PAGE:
[Owasp-leaders] Use of proprietary software was SVG/AI/EPS
dmalloc at users.sourceforge.net
Sat Nov 10 18:22:54 UTC 2012
I am usually quiet, as I do believe that everyone at OWASP is doing an
exceptional job. Emails such as yours cause me concern though. I have
been involved with open and free software as well as the general
movement for roughly twenty years. While I understand what you are
trying to do you also make it exceptionally hard for a community such as
OWASP to thrive.
Just to give you an example. With my work with Fink we had a contest for
a new Logo a few years back. The turn out was fantastic and I can
guarantee you that would have not been the case if we had required all
the professional designers which volunteered their time to learn a new
tool and install a software they do not know how to use.
We did require the designers to submit their work in a particular format
and they released all rights to their work, but that was about it. You
will never be able to convince someone that their established way of
doing something is not "compatible" with your world. I surf most of the
time using Safari, Firefox and others are installed however that is the
browser I use most.I am not going to change that for OWASP or anyone
else. Using Safari makes me no less suitable to contribute and help than
In other words, be careful about pushing your beliefs onto others. You
can create in proprietary software and still make the result available
under a license that works for our community. No commercial partner is
going to change the way they do things for you unless you pay them for it.
Dennis Groves wrote:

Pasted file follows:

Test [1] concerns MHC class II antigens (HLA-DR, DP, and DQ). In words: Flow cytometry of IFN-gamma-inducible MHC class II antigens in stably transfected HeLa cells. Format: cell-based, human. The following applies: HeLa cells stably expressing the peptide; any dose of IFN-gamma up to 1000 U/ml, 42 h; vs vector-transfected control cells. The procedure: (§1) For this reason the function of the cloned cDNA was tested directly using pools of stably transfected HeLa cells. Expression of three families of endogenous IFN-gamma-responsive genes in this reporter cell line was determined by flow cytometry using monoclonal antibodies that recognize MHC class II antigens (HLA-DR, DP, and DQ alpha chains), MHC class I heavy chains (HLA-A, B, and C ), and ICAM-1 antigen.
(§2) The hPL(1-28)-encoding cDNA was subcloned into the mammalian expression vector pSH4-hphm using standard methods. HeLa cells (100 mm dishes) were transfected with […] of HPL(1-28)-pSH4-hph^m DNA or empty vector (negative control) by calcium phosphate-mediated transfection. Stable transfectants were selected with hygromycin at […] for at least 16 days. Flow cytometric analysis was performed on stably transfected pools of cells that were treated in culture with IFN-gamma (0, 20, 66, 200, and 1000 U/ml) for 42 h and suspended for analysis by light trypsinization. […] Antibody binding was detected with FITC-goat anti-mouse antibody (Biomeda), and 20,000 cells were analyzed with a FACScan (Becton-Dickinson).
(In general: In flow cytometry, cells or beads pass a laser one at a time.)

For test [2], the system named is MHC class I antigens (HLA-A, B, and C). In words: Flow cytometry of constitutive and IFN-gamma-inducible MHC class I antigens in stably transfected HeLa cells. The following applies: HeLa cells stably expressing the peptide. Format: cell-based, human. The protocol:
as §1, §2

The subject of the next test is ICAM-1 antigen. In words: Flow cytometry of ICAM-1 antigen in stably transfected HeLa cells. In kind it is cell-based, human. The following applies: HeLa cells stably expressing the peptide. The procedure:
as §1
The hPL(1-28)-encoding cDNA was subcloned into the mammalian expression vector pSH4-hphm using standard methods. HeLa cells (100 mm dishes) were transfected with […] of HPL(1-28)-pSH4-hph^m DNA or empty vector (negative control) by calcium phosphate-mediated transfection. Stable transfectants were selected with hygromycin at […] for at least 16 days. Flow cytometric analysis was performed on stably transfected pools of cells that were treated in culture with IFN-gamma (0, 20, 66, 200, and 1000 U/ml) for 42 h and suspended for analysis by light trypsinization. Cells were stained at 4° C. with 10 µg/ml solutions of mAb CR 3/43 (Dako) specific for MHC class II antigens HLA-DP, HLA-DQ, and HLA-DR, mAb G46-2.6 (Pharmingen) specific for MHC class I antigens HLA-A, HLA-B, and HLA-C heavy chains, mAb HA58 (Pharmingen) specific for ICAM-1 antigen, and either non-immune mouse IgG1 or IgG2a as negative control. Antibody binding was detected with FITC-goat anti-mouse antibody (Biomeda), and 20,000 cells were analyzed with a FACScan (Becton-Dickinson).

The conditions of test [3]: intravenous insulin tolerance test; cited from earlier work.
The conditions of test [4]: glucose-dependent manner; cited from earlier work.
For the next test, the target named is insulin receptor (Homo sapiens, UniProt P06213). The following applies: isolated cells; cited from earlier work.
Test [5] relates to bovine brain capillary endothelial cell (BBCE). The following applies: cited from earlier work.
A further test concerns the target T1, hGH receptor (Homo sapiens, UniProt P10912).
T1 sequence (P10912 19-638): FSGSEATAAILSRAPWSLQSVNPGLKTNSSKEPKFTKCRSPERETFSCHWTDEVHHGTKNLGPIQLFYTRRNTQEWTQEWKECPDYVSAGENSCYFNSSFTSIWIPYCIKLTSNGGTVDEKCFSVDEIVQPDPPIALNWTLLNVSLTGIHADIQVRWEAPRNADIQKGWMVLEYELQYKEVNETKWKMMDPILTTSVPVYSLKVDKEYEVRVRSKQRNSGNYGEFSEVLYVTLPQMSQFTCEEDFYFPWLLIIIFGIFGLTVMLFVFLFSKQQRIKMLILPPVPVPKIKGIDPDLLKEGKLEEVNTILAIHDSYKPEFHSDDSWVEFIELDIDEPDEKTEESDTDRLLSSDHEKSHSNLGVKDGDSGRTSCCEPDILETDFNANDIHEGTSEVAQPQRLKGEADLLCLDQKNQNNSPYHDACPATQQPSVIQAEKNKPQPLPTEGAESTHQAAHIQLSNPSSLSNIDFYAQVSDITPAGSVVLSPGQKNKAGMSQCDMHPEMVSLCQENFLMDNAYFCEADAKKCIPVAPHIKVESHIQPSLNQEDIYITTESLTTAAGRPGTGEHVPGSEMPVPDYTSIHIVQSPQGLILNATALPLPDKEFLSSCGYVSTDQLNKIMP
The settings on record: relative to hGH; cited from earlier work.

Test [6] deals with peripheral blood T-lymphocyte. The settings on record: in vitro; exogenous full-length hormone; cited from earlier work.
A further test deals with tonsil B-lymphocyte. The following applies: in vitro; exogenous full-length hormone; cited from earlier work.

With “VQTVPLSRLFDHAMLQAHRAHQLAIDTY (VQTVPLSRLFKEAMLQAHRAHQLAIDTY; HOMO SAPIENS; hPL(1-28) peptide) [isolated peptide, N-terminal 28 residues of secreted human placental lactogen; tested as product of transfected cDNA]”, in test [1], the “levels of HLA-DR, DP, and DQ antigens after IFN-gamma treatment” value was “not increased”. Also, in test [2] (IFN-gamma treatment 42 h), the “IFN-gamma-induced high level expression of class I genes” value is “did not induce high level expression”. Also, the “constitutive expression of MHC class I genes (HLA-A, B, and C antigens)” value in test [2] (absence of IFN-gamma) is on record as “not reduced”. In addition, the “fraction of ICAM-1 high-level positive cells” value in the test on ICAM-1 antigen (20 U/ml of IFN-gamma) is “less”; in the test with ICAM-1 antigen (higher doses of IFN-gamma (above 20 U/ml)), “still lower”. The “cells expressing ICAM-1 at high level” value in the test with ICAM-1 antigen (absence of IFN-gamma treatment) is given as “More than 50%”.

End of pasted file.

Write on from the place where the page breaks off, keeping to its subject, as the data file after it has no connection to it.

> Cheers to all,
> I was drafting a blog post about this very issue, I will instead post
> this email message on my blog as it seems timely to express my opinion now.
> All of OWASP materials are licensed for community use. OWASP has
> carefully chosen licenses that ensure the community will always have the
> freedom to exercise a right to share, and remix those materials.
> However, many of those resources are created with proprietary software,
> or are in proprietary formats. This creates a problem because the
> community license is not exercisable by all members of the community;
> because we do not all have access to the necessary proprietary software.
> In our community I think we need to be extra careful to prevent this
> loss of rights. By requiring that work be done in freely available
> software, we ensure that everybody, everywhere at any time can exercise
> those rights and thus prevent the dilemma.
> * Graphics should be done in GIMP; not Photoshop.
> * Pagelayout in Scribus not Indesign.
> * Libre/Open Office not Microsoft Office.
> * Firefox not IE or Safari
> When we do not follow this principle, we deprive members of OWASP from
> exercising the very licenses OWASP choose to ensure the members of the
> community can exercise those rights. I further think we need to extend
> that requirement to our commercial relationships as well. When we do
> follow this principle, we ensure that people who follow us can exercise
> their rights.
> It is really sad that we have people who want to do things to make OWASP
> better, and we have given them licenses and empowered them with the
> authority to do so; and they are prevented from doing so by the use of
> proprietary software and formats.
> Dennis Groves <http://about.me/dennis.groves>, MSc
> Email me, <mailto:dennis.groves at owasp.org> or schedule a meeting
> /This work is licensed under the Creative Commons
> Attribution-NonCommercial-NoDerivs 3.0 Unported License. To view a copy
> of this license, visit http://creativecommons.org/licenses/by-nc-nd/3.0/
> or send a letter to Creative Commons, 444 Castro Street, Suite 900,
> Mountain View, California, 94041, USA./
> OWASP-Leaders mailing list
> OWASP-Leaders at lists.owasp.org
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